Although many of us may wonder why people forget our birthdays and sulk over not even getting a text or Facebook message, Tristen doesn't.

He doesn't expect it. He doesn't look for it and use it to define his self-worth. He can feel those who love him regardless of well-wishes and presents. He knows he will have a great day.

There are many people who are close to him, that consistently forget his birthday. Some who get him gifts some of the time, but not all of the time. Family, who he knows very well, often “forget”.

Tristen isn't selfish in that way. He isn't constantly wondering why the world isn't thinking about him. Nor, is he wondering why his family isn't thinking of him either.

In this way, he has been protected from the hurt that many kids would justifiably feel.

I'm sure, if his Dad and I didn't have a cake and gifts for him, he would ask why because it's been a consistent tradition. But, I know for a fact if we told him we couldn't for a good reason, he would be disappointed, but he would understand.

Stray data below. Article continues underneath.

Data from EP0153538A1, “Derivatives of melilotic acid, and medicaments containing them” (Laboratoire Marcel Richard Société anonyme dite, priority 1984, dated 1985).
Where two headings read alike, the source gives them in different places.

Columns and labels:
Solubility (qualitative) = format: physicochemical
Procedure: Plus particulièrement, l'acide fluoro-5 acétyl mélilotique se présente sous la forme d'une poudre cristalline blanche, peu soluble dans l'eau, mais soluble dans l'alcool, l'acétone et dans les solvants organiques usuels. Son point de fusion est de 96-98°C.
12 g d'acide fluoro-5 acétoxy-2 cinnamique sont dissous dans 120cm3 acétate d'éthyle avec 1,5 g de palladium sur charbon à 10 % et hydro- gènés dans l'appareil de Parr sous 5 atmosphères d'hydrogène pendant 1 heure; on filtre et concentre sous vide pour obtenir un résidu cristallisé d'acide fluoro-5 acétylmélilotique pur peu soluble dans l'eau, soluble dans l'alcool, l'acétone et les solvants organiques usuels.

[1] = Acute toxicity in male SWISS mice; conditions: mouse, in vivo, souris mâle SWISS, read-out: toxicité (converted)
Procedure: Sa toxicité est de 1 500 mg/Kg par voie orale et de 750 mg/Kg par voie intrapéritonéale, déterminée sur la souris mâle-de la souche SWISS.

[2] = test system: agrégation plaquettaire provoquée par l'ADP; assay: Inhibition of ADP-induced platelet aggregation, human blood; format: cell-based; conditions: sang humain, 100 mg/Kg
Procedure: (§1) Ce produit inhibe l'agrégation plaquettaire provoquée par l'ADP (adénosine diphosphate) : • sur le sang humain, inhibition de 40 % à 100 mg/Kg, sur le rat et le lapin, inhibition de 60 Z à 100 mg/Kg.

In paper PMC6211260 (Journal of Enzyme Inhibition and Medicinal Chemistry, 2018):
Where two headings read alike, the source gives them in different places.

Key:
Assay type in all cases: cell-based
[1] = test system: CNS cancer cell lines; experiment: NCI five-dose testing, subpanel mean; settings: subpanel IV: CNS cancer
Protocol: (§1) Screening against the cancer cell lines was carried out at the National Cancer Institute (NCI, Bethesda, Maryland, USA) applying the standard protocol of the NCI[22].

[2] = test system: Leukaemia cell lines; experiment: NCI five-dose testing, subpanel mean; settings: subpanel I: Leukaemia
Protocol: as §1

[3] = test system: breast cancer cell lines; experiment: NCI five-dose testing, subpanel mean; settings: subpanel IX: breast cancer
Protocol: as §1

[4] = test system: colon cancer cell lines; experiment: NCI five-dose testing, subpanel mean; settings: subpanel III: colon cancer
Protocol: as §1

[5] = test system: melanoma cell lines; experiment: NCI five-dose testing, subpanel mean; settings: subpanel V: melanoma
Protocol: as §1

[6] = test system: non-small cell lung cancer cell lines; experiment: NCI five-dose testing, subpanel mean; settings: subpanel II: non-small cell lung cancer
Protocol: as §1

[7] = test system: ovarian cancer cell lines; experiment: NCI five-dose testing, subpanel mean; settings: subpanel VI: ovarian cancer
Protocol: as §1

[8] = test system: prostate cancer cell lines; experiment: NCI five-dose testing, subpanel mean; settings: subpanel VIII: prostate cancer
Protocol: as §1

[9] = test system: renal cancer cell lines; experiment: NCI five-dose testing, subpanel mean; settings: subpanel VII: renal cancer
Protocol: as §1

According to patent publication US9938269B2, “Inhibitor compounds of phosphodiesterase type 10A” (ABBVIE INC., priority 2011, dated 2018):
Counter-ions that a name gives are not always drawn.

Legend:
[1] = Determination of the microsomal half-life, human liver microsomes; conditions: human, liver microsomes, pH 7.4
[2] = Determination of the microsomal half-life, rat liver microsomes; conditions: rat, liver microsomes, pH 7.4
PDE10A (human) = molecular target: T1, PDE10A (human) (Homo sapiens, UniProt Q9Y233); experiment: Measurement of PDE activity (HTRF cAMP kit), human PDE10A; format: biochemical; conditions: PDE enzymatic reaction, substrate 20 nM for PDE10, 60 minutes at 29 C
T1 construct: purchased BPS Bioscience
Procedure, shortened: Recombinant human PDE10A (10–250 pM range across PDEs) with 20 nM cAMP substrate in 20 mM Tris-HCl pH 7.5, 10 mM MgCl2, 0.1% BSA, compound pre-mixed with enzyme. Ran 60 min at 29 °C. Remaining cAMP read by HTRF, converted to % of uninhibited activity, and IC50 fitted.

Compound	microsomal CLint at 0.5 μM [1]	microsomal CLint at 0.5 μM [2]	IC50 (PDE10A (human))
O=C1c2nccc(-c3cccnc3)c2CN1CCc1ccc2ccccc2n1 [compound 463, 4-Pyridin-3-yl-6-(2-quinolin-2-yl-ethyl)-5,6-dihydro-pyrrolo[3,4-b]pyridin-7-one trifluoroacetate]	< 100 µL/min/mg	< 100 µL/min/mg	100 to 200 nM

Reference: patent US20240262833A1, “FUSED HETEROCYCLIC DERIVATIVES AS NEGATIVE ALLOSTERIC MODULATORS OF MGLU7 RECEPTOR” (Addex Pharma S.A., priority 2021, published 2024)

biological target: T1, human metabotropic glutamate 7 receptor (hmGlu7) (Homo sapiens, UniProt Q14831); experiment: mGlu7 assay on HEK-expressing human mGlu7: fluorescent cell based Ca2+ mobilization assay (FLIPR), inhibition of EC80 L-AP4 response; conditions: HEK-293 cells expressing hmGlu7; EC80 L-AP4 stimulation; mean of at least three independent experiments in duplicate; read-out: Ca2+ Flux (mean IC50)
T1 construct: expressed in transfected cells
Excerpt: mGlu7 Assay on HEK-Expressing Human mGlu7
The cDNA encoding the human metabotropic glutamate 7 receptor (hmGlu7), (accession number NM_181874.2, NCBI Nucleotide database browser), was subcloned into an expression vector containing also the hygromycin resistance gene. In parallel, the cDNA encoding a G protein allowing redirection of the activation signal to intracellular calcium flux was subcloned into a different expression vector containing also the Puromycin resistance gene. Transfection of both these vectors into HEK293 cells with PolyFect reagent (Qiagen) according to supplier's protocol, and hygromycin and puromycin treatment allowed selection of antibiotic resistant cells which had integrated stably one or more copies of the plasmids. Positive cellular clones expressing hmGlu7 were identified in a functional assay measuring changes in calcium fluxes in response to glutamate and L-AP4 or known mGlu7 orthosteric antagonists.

I learn so many lessons from him about compassion and what is truly important in life. It is not the number of friends you have at your birthday party or how many gifts you get. Celebrating another year of life is about feeling love, being loved and loving others....and a day to reflect on all that is good and has been good in your life. It's a day of gratitude.

And in this, I can be grateful and content on this birthday, and overlook the spinning, flapping and pacing, because what is in my son's heart, is worth a lifetime of birthday gifts.